Teaching heuristics and mnemonics to improve generation of differential diagnoses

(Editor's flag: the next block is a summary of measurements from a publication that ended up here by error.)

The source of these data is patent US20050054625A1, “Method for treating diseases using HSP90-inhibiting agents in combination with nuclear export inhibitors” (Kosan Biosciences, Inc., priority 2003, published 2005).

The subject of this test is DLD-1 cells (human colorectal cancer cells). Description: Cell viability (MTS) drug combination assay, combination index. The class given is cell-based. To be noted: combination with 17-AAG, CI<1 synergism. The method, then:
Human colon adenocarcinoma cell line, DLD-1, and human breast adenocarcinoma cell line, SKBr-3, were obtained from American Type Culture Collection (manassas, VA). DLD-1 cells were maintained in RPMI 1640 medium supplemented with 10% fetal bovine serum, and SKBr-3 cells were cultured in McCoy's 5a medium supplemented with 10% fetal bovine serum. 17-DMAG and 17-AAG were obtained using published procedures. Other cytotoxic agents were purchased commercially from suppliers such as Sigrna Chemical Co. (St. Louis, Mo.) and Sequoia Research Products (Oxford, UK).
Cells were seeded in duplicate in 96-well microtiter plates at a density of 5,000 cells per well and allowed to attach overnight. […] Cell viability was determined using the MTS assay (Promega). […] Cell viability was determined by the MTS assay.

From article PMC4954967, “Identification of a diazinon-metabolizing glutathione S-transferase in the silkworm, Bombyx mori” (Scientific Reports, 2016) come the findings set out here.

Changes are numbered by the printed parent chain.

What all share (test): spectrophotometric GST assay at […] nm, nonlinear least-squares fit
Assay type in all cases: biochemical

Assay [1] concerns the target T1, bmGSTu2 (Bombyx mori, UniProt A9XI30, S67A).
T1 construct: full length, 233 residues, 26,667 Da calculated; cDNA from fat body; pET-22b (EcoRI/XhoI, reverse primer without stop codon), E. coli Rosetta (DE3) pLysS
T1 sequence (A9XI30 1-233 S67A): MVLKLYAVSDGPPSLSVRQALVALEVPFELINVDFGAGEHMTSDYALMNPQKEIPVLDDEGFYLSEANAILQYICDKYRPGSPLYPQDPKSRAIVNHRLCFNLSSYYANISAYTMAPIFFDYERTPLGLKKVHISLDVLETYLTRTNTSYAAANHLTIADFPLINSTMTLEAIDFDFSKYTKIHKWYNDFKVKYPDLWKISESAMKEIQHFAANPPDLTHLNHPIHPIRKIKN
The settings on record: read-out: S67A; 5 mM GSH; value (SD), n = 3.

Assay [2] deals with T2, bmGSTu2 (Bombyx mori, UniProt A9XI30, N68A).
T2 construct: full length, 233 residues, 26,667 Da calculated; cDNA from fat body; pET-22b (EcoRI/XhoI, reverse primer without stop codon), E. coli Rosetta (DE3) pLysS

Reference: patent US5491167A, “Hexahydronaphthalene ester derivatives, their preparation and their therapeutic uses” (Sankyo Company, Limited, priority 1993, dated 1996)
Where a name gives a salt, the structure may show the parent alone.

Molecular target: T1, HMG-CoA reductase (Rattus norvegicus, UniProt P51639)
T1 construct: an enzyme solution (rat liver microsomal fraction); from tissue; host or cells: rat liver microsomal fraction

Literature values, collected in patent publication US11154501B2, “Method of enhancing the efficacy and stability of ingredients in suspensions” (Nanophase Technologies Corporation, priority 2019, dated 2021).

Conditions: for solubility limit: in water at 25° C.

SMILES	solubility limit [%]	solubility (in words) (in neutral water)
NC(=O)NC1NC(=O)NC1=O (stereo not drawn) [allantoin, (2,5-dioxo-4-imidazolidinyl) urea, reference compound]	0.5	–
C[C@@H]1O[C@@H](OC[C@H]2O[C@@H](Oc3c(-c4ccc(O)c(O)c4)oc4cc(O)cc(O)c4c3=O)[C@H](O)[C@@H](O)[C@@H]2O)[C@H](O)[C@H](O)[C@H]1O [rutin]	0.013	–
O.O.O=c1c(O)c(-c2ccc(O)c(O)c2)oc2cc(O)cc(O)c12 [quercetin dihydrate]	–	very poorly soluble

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Published by Informa UK Limited, trading as Taylor & Francis Group. Background: Differential diagnosis (DDx) is one of the key cognitive skills that medical learners must develop. However, little is known regarding the best methods for teaching DDx skills. As metacognition plays a fundamental role in the diagnostic process, we hypothesized that the teaching of specific heuristics and mnemonics collectively termed metamemory techniques (MMTs) would enhance the capacity of medical students to generate differential diagnoses. Methods: In a 90-min DDx workshop, third-year medical students (N = 114) were asked to generate differentials before and after learning each of four MMTs. Differential sizes were compared using a linear mixed-effect model. Students also completed a post-session questionnaire which included a subjective ranking of the MMTs, as well as Likert-scale and free-text sections for course feedback. Results: One MMT (the Mental CT Scan, an anatomic visualization technique) significantly increased the size of student differentials (+13.3%, p =.0005). However, a marked cumulative increase across all four MMTs was noted (+36.5%, p <.0001). A majority of students ranked the Mental CT Scan the most useful MMT (51.5%). They found the workshop both worthwhile (4.51/5, CI 4.33–4.69) and enjoyable (4.33/5, CI 4.12–4.55), and considered the MMTs they learned useful and practical (4.49/5, CI 4.32–4.67). Conclusion: The MMT-based DDx workshop was effective in enhancing the skill of DDx generation, and was rated very favorably by students.



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